Topic:  What if

By Larry Meath

(The actual topic was “If Only” but failure to read carefully combined with old age resulted in the following poem.

It happened so suddenly

My ears had quit ringing

As I stepped onto the deck

And the birds had stopped singing.

It struck me as odd

That those sounds so sweet

Were replaced by the roars

Of only cars on the street.

I stepped back inside

And spotting my guitar,

I plucked an old tune

But the sounds were bizarre.

Instead of a melody

Or chords that were soothing,

The only sounds to be heard

Were cacophonous and bruising.

Now in a panic

I searched on the dial

For a musical station

And sounds less vile.

But all I could find

As I searched out in vain

Were the rantings of people

And news filled with pain.

“What’s happened to the music?”

I screamed out aloud.

The world has gone crazy

Sounds are wrapped in a shroud.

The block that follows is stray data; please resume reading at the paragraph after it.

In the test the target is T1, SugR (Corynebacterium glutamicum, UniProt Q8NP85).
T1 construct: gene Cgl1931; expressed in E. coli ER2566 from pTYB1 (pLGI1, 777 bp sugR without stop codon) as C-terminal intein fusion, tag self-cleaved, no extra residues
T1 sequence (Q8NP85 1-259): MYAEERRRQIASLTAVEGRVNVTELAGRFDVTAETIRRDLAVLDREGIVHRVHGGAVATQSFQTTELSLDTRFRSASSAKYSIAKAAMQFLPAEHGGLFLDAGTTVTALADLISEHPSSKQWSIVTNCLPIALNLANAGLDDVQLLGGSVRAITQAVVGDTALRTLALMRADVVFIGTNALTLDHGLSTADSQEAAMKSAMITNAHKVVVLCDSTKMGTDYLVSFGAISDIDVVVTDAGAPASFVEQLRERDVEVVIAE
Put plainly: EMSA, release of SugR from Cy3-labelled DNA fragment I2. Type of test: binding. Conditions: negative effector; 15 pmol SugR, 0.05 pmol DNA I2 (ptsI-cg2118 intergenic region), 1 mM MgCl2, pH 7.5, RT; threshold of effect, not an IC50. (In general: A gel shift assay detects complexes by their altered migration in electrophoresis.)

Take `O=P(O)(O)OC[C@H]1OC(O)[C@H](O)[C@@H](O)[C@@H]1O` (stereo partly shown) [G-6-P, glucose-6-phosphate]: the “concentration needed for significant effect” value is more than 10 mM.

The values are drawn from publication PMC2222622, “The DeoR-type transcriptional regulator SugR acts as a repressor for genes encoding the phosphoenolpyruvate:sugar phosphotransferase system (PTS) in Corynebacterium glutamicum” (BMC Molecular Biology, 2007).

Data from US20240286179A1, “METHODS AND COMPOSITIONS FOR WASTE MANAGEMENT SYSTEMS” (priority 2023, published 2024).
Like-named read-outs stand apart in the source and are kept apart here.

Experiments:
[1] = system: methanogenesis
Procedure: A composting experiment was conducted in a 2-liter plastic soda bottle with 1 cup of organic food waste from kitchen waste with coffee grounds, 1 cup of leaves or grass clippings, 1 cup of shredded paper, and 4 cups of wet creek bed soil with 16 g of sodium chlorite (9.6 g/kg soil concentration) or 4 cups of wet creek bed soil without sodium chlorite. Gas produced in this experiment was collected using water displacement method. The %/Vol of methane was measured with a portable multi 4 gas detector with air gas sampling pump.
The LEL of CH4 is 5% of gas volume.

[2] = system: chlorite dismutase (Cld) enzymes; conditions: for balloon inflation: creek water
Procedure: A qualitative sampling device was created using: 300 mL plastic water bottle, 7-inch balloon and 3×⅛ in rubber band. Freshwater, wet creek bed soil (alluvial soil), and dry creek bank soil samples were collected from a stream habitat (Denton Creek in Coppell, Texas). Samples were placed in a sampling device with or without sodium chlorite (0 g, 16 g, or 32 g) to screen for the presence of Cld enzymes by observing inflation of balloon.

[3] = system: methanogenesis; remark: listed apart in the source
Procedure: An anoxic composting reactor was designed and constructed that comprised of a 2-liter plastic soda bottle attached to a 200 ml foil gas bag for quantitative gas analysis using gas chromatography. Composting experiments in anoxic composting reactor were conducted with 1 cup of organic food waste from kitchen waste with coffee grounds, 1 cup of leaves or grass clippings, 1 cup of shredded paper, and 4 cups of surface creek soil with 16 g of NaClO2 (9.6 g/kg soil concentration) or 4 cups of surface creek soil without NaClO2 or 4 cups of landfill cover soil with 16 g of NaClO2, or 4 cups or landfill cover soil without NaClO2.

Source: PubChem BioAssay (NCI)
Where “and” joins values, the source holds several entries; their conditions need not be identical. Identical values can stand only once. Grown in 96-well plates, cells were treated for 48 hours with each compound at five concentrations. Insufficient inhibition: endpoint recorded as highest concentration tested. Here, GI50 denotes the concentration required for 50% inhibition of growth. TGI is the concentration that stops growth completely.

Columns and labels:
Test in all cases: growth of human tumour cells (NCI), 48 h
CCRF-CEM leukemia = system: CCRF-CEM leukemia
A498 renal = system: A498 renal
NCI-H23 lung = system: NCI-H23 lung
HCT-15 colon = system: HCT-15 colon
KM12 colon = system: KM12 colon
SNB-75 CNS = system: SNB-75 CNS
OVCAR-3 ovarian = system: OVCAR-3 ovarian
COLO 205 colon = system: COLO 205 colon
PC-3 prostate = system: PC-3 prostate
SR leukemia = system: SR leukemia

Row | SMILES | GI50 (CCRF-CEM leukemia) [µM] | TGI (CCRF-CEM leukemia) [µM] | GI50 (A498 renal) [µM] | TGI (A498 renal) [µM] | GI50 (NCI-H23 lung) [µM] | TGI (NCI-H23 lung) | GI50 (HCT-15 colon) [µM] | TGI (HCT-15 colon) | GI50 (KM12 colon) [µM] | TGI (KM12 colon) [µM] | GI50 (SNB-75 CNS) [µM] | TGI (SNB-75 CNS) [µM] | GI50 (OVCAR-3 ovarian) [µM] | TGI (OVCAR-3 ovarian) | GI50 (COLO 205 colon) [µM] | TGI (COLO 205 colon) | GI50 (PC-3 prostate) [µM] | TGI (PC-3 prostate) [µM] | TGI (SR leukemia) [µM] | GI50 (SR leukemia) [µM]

No matter my efforts

The results were the same:

The music was gone.

Was I going insane?

But as quickly as it started

I realized no harm

As I sleepily reached out

And turned off my alarm.

Springtime in Alaska

By Larry Meath

(Topic:  Write about the season where you live or currently happen to be.)

Alaska is not exactly a Hollywood Mecca as a movie setting, but in 1960 Alaskans were proudly surprised when John Wayne, the Duke, starred in a film roughly based on a Johnny Horton song, North To Alaska.  Horton must have had a fascination with our state as he also wrote another song that depicts some of harsh realities of Alaskan weather, “When It’s Springtime in Alaska (It’s 40 Below).”

Like many others before and after him, Horton came to Alaska in search of gold.  And like most of the others, he left empty handed.  Horton was lucky enough to eventually find fame and fortune through his music, however.  And as his song goes, even though it can be as cold as 40 below during our “springtime,” most Alaskans cling to the hope that the snow and bitter cold will be gone well before May despite the reputation we have earned.

Winters are harsh where I live.  Temperatures range greatly, but a dearth of sunshine added to our northern location combine to create extended periods where the thermometer may go for weeks without ever getting above zero.  By the spring solstice, we are ready for serious sunshine and warming trends, even though the countryside will likely be covered in white until late April.